The Sistine Chapel is one of the most famous art treasures in the Vatican. It is famous for the frescoes by Michelangelo on the ceiling and the back of the chapel. In it the conclave, the election of the popes, takes place.
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The Sistine Chapel is located in the Apostolic Palace, right next to St. Peter’s Basilica.
The palace is the seat of the Pope and has over 1,000 rooms on around 162,000 square meter.
The chapel and rooms of previous popes belong to the Vatican Museums. Even if you only want to visit the Sistine Chapel, you have to buy the entrance ticket to the museums online.
The path to the Sistine Chapel thus leads from the entrance through various galleries to the Apostolic Palace. Once there, one has the choice between a tour of rooms in the Apostolic Palace and the direct entrance to the chapel.
In the palace there are artistically decorated living rooms and halls to see, including the rooms painted by Raphael and the apartment of the Borgia Pope Alexander VI, which houses part of the collection of contemporary art.
Entry and opening times
The Sistine Chapel has the same opening hours as the Vatican Museums. Due to the high level of interest, there is usually a large crowd in the chapel.
Therefore, the museums also offer opportunities to visit before the official opening time. There are also fewer crowds during special evening openings on Fridays and Saturdays from Easter through the end of October.
Since online reservations are required anyway, you’ll know your admission time when you make your reservation. Last admission is two hours before the museums close.
For current information, please see our monthly overview.
The rules for sacred sites apply: shoulders and knees must be covered. Beach sandals and hats are not allowed.
The Sistine Chapel is a consecrated site. You can feel a very special atmosphere in this world-famous work of art. Loud speaking and photography are prohibited. Since the chapel is often full of visitors, it would otherwise be very chaotic.
The best time to visit is early in the morning or late afternoon before closing.
After the museums opened, some visitors sped right up to the chapel to be the first to enter.
Tickets and tours
If you just want to whiz into the Sistine Chapel, book simply the ticket to the Vatican Museums. Guided tours usually last 3 hours and cover many other areas of the museums.
On some tours you can use a special passage to St. Peter’s Basilica. That saves a lot of time. However, the passage is currently closed due to the Coronavirus.
Early entry before the museums open is very exclusive. You are then almost alone in the museums and the Sistine Chapel. In summer there is also a night opening on Friday and Saturday. You can also combine a visit to the museums with a tour of the gardens.
- for children up to 5 years, without reservation
- for people with disabilities> 75% and a companion, without reservation
The free tickets are available at the entrance.
- for teenagers 6-18 years
- for students until 25 years old with a valid student ID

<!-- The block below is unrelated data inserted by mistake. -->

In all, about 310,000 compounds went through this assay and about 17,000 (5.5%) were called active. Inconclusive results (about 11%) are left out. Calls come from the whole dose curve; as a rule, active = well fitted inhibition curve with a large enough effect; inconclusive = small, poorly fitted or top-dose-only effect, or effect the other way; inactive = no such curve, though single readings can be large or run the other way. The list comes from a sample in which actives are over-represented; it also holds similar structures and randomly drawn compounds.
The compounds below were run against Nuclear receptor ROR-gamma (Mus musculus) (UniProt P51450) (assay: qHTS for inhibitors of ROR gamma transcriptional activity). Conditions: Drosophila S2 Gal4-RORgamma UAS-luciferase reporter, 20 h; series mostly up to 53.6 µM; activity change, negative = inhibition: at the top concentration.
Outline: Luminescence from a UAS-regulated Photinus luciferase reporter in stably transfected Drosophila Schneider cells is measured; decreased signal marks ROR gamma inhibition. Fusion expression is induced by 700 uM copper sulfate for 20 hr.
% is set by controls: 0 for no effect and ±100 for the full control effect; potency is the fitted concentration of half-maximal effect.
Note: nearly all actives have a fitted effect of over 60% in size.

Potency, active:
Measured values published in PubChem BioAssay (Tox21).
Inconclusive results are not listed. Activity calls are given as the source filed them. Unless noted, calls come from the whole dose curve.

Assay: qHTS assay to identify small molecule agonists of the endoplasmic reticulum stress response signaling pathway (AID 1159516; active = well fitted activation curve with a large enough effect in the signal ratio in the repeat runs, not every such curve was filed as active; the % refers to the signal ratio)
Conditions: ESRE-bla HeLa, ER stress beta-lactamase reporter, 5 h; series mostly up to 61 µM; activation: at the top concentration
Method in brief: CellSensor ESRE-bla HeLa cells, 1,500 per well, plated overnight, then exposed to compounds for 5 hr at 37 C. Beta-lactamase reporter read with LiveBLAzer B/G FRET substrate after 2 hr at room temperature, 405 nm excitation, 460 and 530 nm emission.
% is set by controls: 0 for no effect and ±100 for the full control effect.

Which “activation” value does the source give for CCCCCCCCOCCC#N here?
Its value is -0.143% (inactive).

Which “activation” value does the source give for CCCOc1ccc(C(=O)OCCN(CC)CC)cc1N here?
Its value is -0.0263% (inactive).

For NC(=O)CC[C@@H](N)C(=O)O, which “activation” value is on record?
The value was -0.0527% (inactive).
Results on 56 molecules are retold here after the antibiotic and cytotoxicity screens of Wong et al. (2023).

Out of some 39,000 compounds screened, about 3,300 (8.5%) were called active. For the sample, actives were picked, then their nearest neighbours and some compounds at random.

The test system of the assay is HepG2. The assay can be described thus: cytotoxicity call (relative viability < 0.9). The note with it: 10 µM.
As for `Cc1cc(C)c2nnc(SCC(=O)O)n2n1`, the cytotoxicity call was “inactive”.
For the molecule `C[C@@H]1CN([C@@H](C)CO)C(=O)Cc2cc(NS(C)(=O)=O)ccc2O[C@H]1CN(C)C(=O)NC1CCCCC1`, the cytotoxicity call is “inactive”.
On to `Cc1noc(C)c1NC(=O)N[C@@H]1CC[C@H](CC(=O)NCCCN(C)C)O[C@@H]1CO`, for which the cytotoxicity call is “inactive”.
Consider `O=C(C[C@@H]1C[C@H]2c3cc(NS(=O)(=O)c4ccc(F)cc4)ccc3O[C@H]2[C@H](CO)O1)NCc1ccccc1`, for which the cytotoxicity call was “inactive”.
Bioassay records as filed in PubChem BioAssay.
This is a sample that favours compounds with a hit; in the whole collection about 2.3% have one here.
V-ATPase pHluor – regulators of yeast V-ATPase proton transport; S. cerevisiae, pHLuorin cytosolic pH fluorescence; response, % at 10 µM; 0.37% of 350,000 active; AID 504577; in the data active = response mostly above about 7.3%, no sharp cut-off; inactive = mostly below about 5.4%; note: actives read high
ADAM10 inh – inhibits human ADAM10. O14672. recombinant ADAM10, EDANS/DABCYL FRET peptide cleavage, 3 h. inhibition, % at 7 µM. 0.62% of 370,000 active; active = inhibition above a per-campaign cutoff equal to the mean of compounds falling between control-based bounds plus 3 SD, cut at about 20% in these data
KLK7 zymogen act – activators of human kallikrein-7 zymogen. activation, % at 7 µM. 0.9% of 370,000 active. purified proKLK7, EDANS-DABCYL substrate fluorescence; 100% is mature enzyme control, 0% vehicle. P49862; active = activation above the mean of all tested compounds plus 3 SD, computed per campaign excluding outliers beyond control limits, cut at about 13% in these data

The way to the Sistine Chapel
There is a short path of around 500 m, percorso breve, and a 1,000 m long path, percorso completo.
The short path leads directly through the Gallery of Candlesticks, the Gallery of Tapestries, the Gallery of Maps and Pius V’s Apartment to the Chapel. On the long walk you will first visit the courtyard of the pine cone and some museums before climbing up to the galleries. In addition, after Pius V’s apartment you don’t go straight to the chapel, but first visit various halls in the Apostolic Palace, the rooms painted by Raphael and the Borgia apartment.
The name of the Sistine Chapel
Sometimes tour guides are asked where the other 15 chapels are. The Sistine Chapel is not the 16th chapel. The name goes back to the sponsor Pope Sixtus IV (term of office 1471 – 1484). The chapel was built between 1475 and 1481.
Sixtus IV increased the power and lands of his family and allies and did not shrink from murder in order to achieve his goals. You may know him from the film trilogy “The Medici” as an opponent of Lorenzo il Magnifico. He supported the Pazzi conspiracy against the Medici in Florence and plotted against the Duca of Ferrara in the salt war. In the film trilogy about the Medici, he is portrayed as a religious church dignitary with a flowing beard. That probably doesn’t correspond to his historical picture.
The building history
A papal chapel, the Cappella Magna, already stood here in the Middle Ages. It served as a splendid setting for the celebrations of the papal court to impress the participants. Cardinals, bishops, diplomats, patriarchs, princes and other important personalities attended the ceremonies.
Like the old St. Peter’s Basilica, the chapel was in poor condition in the 15th century. In the years 1309-1377 the Popes were in exile in Avignon because Rome was too insecure because of the disputes among the Roman nobility. The buildings on Vatican Hill were falling into disrepair.
The Sistine Chapel was built between 1477 and 1480 by order of Sixtus IV on the remains of the medieval chapel. It was built on the old foundations and the old walls were preserved until the first section.
However, the foundations gave way sometimes and dangerous cracks appeared in the walls and ceiling.
Length: 40,93 m
Width: 13,41 m
Height: 20,70 m
Ceiling: lowered barrel vault with stitch caps that form the lunettes above the windows
The highlights of the Sistine Chapel
The absolute highlights of the Sistine Chapel are Michelangelo’s frescoes. They are an everlasting testimony to his knowledge and art. Among other things, he took into account the perspective of the viewers and adapted the dimensions of the figures to the distances to the viewer.
The permissive and brutal depictions also led to controversy. In particular, Cardinal Carafa demanded that the forehead fresco “The Last Judgment” be removed, as the painting would fit better in a thermal bath than in the most important church in Christendom. Also, some personalities were found depicted as princes of the Hades and the flayed skin of a martyr can be seen. Thus Daniele da Volterra was commissioned to paint over parts and for this he came down with the derisive name of “Braghettone”, the great codpiece.